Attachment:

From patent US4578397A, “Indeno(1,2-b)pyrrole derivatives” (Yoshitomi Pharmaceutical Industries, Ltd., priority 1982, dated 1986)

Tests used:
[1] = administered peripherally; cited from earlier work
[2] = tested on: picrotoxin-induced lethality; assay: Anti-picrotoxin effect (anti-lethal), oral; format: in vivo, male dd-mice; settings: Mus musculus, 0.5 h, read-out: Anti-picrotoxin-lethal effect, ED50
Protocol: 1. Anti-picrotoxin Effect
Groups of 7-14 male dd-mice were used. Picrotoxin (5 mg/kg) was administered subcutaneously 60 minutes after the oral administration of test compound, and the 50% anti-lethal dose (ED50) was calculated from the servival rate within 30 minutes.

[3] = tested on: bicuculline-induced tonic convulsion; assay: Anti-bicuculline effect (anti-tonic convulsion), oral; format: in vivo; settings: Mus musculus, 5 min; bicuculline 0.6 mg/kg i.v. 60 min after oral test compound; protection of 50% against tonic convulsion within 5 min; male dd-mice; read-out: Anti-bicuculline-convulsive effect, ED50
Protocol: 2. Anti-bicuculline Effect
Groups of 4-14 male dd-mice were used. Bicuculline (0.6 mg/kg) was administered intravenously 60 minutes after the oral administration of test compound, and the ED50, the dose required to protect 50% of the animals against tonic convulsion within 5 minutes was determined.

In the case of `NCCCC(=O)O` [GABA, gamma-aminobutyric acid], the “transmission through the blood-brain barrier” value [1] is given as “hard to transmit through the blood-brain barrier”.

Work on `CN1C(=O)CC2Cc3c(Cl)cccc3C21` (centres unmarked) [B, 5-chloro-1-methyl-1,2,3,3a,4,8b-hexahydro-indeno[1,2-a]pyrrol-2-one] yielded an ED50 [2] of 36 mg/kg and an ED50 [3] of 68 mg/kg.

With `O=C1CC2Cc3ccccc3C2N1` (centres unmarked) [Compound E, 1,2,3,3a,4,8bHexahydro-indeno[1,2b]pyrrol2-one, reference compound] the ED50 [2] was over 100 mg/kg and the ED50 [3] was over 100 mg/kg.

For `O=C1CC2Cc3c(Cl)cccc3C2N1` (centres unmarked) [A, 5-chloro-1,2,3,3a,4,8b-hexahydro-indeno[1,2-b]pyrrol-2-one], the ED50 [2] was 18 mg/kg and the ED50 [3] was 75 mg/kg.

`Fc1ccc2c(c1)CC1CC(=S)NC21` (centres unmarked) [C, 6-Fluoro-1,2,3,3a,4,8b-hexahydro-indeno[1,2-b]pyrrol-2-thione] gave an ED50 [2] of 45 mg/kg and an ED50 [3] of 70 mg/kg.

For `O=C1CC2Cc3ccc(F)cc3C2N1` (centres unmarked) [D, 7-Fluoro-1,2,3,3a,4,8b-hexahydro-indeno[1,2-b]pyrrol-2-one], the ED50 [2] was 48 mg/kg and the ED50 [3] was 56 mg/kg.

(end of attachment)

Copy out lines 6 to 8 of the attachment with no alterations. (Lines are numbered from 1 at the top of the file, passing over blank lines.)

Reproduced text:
Groups of 7-14 male dd-mice were used. Picrotoxin (5 mg/kg) was administered subcutaneously 60 minutes after the oral administration of test compound, and the 50% anti-lethal dose (ED50) was calculated from the servival rate within 30 minutes.

[3] = tested on: bicuculline-induced tonic convulsion; assay: Anti-bicuculline effect (anti-tonic convulsion), oral; format: in vivo; settings: Mus musculus, 5 min; bicuculline 0.6 mg/kg i.v. 60 min after oral test compound; protection of 50% against tonic convulsion within 5 min; male dd-mice; read-out: Anti-bicuculline-convulsive effect, ED50
Protocol: 2. Anti-bicuculline Effect